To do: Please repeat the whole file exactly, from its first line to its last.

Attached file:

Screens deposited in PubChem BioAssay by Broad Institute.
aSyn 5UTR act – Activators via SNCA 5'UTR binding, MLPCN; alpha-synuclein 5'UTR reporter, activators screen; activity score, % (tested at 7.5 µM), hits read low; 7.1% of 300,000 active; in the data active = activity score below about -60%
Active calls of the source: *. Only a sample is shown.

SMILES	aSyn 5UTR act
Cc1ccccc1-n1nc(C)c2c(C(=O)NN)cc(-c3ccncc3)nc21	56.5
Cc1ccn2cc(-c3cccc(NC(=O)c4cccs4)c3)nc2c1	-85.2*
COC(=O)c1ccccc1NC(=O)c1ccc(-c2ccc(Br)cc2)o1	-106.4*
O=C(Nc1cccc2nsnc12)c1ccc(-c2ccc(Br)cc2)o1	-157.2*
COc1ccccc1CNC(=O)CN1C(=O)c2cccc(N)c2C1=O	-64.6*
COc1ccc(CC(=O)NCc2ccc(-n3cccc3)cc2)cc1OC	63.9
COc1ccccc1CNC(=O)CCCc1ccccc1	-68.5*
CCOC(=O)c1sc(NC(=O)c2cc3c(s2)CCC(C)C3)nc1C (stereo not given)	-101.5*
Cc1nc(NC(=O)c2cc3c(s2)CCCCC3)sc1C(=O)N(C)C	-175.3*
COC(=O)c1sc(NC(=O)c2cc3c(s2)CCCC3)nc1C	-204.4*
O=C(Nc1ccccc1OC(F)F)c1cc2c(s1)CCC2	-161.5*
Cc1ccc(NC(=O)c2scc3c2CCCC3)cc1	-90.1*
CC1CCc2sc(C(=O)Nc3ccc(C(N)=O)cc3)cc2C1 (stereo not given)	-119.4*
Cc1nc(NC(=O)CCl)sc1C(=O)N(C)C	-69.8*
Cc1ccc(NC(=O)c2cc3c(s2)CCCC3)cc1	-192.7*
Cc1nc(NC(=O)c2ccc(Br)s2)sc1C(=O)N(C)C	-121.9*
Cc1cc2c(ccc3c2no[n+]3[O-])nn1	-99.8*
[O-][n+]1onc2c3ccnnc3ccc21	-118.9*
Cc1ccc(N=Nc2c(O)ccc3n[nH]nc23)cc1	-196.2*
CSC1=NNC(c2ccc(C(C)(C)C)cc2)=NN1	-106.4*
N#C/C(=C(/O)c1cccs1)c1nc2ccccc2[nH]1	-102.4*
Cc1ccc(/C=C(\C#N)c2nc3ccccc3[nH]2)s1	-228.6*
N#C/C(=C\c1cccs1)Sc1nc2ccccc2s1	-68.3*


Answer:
Screens deposited in PubChem BioAssay by Broad Institute.
aSyn 5UTR act – Activators via SNCA 5'UTR binding, MLPCN; alpha-synuclein 5'UTR reporter, activators screen; activity score, % (tested at 7.5 µM), hits read low; 7.1% of 300,000 active; in the data active = activity score below about -60%
Active calls of the source: *. Only a sample is shown.

SMILES	aSyn 5UTR act
Cc1ccccc1-n1nc(C)c2c(C(=O)NN)cc(-c3ccncc3)nc21	56.5
Cc1ccn2cc(-c3cccc(NC(=O)c4cccs4)c3)nc2c1	-85.2*
COC(=O)c1ccccc1NC(=O)c1ccc(-c2ccc(Br)cc2)o1	-106.4*
O=C(Nc1cccc2nsnc12)c1ccc(-c2ccc(Br)cc2)o1	-157.2*
COc1ccccc1CNC(=O)CN1C(=O)c2cccc(N)c2C1=O	-64.6*
COc1ccc(CC(=O)NCc2ccc(-n3cccc3)cc2)cc1OC	63.9
COc1ccccc1CNC(=O)CCCc1ccccc1	-68.5*
CCOC(=O)c1sc(NC(=O)c2cc3c(s2)CCC(C)C3)nc1C (stereo not given)	-101.5*
Cc1nc(NC(=O)c2cc3c(s2)CCCCC3)sc1C(=O)N(C)C	-175.3*
COC(=O)c1sc(NC(=O)c2cc3c(s2)CCCC3)nc1C	-204.4*
O=C(Nc1ccccc1OC(F)F)c1cc2c(s1)CCC2	-161.5*
Cc1ccc(NC(=O)c2scc3c2CCCC3)cc1	-90.1*
CC1CCc2sc(C(=O)Nc3ccc(C(N)=O)cc3)cc2C1 (stereo not given)	-119.4*
Cc1nc(NC(=O)CCl)sc1C(=O)N(C)C	-69.8*
Cc1ccc(NC(=O)c2cc3c(s2)CCCC3)cc1	-192.7*
Cc1nc(NC(=O)c2ccc(Br)s2)sc1C(=O)N(C)C	-121.9*
Cc1cc2c(ccc3c2no[n+]3[O-])nn1	-99.8*
[O-][n+]1onc2c3ccnnc3ccc21	-118.9*
Cc1ccc(N=Nc2c(O)ccc3n[nH]nc23)cc1	-196.2*
CSC1=NNC(c2ccc(C(C)(C)C)cc2)=NN1	-106.4*
N#C/C(=C(/O)c1cccs1)c1nc2ccccc2[nH]1	-102.4*
Cc1ccc(/C=C(\C#N)c2nc3ccccc3[nH]2)s1	-228.6*
N#C/C(=C\c1cccs1)Sc1nc2ccccc2s1	-68.3*